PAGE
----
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An Introduction to Preksha Meditation: [13] Anupreksha

Published: 05.11.2009
Updated: 26.05.2011


Preksha Meditation focuses on perception i.e. to perceive without attachment or aversion, excluding thoughts of the past or imaginations of the future. During Preksha, one acknowledges the truth. But after we perceive and realise the truth, we need to contemplate it in Anupreksha.

Anupreksha is what occurs after we have engaged in Preksha, or deep and profound perception. In this way, Preksha Meditation is a complete system of spiritual development, involving meditation on both perception and contemplation. In the first technique of meditation, perception is used whereas in the later technique the mind is encouraged to concentrate on the thought process, i.e. contemplation.

In brief, Preksha Meditation is of two types:

  • Concentration of perception known as Preksha
  • Concentration of thoughts known as Anupreksha

It is stated in the Dhyan Shatak that at the end of each meditation session, contemplation must be performed. After meditation, four contemplations are generally practiced:

  • Contemplation of solitariness
  • Contemplation of transitoriness
  • Contemplation of tolerance
  • Contemplation of amity


Preksha or profound perception is an extremely valuable technique for acquainting oneself with the facts of life. However, in order to change one’s habits, one has to undertake the path of contemplation It is an art of giving suggestions. A person can make suggestions either to his own self; the autosuggestion or he can accept suggestion dictated by someone else. If suggestions are repeated over and over for a long period of time they get registered in our subconscious mind and translated into habits.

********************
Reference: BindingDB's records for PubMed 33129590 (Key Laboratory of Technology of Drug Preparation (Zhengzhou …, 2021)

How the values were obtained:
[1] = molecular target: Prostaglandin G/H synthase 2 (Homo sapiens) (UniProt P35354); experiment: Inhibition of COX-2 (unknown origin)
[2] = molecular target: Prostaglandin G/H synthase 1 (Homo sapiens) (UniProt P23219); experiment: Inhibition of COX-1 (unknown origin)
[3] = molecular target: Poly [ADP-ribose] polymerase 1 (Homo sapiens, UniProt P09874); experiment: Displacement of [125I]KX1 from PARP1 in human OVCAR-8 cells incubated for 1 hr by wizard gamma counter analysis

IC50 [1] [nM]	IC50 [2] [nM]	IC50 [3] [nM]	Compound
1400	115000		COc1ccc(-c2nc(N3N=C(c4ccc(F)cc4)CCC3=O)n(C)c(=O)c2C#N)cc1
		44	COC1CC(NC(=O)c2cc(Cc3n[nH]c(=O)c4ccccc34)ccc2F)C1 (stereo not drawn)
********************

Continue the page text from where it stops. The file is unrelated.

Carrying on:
The main objectives of contemplation are:

    • To change one's character or habit by registering a resolution in the subconscious mind
    • Realization of the eternal truth through deep mental concentration
    • Emotional transformation or development of virtues
    • Eradication of psychological disorders specially phobias


Contemplation is a technique by which positive transformation of the negative emotions such as disgust, jealousy, fear, aversion, etc., can be achieved. The other major benefits include:

(a)     Physical

  • Strengthens the immune system
  • Desirable physical changes
  • Relieves from body aches

(b)     Psychological

  • Replaces negative thoughts with positive ones
  • Enhances mental abilities
  • Improves imagination power
  • Imparts good decision-making power

(c)     Emotional

  • Radical transformation in the attitude and behaviour
  • Rectification of negative instincts with the positive ones
  • Attainment of happiness
  • Cool temperament

(d)     Spiritual

  • Inculcates spiritual doctrines in the subconscious mind
  • Converts materialistic outlook into the spiritual one
  • Realizes the truth


In brief, contemplation can be practiced to change deep-rooted habits and addictions including drinking, smoking, stealing, and lying. Contemplation of any reverse determination that we communicate to our subconscious mind can prove very effective under such situations.


2009 (1st)
© Jain Vishva Bharati, Ladnun, Raj. India
ISBN: 81-7195-136-8
Shivani Bothra, Sanjeev Bothra

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  1. Body
  2. Concentration
  3. Contemplation
  4. Dhyan
  5. Fear
  6. Meditation
  7. Preksha
  8. Preksha Meditation
  9. Tolerance
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